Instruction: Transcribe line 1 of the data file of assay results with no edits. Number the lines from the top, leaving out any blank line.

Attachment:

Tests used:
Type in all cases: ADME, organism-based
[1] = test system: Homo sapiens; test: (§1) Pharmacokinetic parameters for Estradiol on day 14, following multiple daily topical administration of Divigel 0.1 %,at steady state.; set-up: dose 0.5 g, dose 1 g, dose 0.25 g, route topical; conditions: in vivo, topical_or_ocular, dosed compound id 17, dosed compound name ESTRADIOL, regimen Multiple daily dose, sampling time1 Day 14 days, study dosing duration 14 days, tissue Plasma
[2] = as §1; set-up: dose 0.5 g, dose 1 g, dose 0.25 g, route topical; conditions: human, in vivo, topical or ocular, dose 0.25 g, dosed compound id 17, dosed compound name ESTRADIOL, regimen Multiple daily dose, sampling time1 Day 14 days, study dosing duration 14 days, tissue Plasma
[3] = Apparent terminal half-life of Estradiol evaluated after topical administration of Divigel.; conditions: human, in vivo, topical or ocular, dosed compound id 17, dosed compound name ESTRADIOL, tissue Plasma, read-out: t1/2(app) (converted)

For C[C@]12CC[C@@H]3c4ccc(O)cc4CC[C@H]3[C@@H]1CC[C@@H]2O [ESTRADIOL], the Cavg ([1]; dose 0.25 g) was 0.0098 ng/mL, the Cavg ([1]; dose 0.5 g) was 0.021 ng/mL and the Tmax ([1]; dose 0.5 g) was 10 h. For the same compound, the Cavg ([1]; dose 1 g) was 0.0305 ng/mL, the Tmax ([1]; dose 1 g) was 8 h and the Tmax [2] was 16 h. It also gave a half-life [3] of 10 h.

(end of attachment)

Tests used: